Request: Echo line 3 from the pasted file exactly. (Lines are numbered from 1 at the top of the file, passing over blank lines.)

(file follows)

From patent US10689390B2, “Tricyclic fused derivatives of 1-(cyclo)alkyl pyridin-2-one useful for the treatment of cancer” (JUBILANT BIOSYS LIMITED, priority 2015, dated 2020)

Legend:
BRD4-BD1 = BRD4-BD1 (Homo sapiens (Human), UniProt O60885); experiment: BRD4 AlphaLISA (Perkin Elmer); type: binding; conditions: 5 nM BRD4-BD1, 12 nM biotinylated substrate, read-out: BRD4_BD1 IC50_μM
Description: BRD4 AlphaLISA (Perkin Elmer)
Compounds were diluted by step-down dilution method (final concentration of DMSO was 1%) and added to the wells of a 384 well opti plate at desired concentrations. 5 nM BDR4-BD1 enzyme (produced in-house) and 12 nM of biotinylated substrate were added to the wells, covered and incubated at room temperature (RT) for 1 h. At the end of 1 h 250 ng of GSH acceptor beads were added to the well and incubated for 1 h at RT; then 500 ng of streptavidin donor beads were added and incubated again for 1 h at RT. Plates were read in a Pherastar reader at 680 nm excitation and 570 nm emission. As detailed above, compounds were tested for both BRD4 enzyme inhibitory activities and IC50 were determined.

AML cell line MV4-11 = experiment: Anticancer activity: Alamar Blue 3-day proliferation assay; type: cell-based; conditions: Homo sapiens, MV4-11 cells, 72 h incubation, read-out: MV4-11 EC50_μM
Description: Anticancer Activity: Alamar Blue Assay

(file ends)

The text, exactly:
BRD4-BD1 = BRD4-BD1 (Homo sapiens (Human), UniProt O60885); experiment: BRD4 AlphaLISA (Perkin Elmer); type: binding; conditions: 5 nM BRD4-BD1, 12 nM biotinylated substrate, read-out: BRD4_BD1 IC50_μM